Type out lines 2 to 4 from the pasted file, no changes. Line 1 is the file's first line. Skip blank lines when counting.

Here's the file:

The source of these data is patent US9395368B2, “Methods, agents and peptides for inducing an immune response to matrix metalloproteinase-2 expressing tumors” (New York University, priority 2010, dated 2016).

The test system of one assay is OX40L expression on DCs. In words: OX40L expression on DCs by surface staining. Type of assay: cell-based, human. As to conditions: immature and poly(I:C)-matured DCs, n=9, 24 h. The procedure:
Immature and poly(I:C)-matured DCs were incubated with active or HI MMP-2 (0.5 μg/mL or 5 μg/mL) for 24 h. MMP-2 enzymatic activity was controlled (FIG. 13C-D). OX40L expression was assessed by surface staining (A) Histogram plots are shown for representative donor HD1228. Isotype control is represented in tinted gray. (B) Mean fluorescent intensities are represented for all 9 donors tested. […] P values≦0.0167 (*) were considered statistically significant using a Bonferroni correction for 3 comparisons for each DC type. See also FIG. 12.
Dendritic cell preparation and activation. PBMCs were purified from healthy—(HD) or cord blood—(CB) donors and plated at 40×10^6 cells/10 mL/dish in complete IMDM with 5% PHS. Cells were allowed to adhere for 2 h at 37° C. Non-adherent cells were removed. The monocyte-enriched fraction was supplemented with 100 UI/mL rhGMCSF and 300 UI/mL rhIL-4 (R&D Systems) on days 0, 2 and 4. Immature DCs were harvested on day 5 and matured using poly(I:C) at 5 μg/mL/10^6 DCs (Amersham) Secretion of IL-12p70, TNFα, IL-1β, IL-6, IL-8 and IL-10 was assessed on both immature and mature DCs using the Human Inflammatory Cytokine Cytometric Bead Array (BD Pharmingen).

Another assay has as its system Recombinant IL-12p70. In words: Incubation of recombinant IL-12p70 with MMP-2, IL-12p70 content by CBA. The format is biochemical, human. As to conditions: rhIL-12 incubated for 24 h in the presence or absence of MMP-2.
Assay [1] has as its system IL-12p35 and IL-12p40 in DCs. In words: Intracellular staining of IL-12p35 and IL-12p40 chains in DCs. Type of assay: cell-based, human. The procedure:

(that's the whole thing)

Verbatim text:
The test system of one assay is OX40L expression on DCs. In words: OX40L expression on DCs by surface staining. Type of assay: cell-based, human. As to conditions: immature and poly(I:C)-matured DCs, n=9, 24 h. The procedure:
Immature and poly(I:C)-matured DCs were incubated with active or HI MMP-2 (0.5 μg/mL or 5 μg/mL) for 24 h. MMP-2 enzymatic activity was controlled (FIG. 13C-D). OX40L expression was assessed by surface staining (A) Histogram plots are shown for representative donor HD1228. Isotype control is represented in tinted gray. (B) Mean fluorescent intensities are represented for all 9 donors tested. […] P values≦0.0167 (*) were considered statistically significant using a Bonferroni correction for 3 comparisons for each DC type. See also FIG. 12.
Dendritic cell preparation and activation. PBMCs were purified from healthy—(HD) or cord blood—(CB) donors and plated at 40×10^6 cells/10 mL/dish in complete IMDM with 5% PHS. Cells were allowed to adhere for 2 h at 37° C. Non-adherent cells were removed. The monocyte-enriched fraction was supplemented with 100 UI/mL rhGMCSF and 300 UI/mL rhIL-4 (R&D Systems) on days 0, 2 and 4. Immature DCs were harvested on day 5 and matured using poly(I:C) at 5 μg/mL/10^6 DCs (Amersham) Secretion of IL-12p70, TNFα, IL-1β, IL-6, IL-8 and IL-10 was assessed on both immature and mature DCs using the Human Inflammatory Cytokine Cytometric Bead Array (BD Pharmingen).